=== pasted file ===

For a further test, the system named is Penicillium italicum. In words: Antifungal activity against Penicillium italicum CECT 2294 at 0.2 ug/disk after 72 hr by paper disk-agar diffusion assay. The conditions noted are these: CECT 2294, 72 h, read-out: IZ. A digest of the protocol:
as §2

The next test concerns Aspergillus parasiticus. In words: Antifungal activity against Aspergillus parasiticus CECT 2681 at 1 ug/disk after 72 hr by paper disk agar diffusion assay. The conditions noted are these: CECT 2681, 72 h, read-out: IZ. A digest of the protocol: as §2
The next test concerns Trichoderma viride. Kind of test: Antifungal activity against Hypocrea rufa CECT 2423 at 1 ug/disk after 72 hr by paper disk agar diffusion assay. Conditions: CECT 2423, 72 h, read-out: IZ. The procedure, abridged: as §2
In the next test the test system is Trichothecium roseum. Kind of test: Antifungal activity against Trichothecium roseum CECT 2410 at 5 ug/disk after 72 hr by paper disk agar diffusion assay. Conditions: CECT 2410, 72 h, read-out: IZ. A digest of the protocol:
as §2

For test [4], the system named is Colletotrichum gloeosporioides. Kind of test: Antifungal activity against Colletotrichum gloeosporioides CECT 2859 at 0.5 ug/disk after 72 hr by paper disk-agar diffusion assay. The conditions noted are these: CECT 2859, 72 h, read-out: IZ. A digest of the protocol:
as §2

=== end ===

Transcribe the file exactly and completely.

For a further test, the system named is Penicillium italicum. In words: Antifungal activity against Penicillium italicum CECT 2294 at 0.2 ug/disk after 72 hr by paper disk-agar diffusion assay. The conditions noted are these: CECT 2294, 72 h, read-out: IZ. A digest of the protocol:
as §2

The next test concerns Aspergillus parasiticus. In words: Antifungal activity against Aspergillus parasiticus CECT 2681 at 1 ug/disk after 72 hr by paper disk agar diffusion assay. The conditions noted are these: CECT 2681, 72 h, read-out: IZ. A digest of the protocol: as §2
The next test concerns Trichoderma viride. Kind of test: Antifungal activity against Hypocrea rufa CECT 2423 at 1 ug/disk after 72 hr by paper disk agar diffusion assay. Conditions: CECT 2423, 72 h, read-out: IZ. The procedure, abridged: as §2
In the next test the test system is Trichothecium roseum. Kind of test: Antifungal activity against Trichothecium roseum CECT 2410 at 5 ug/disk after 72 hr by paper disk agar diffusion assay. Conditions: CECT 2410, 72 h, read-out: IZ. A digest of the protocol:
as §2

For test [4], the system named is Colletotrichum gloeosporioides. Kind of test: Antifungal activity against Colletotrichum gloeosporioides CECT 2859 at 0.5 ug/disk after 72 hr by paper disk-agar diffusion assay. The conditions noted are these: CECT 2859, 72 h, read-out: IZ. A digest of the protocol:
as §2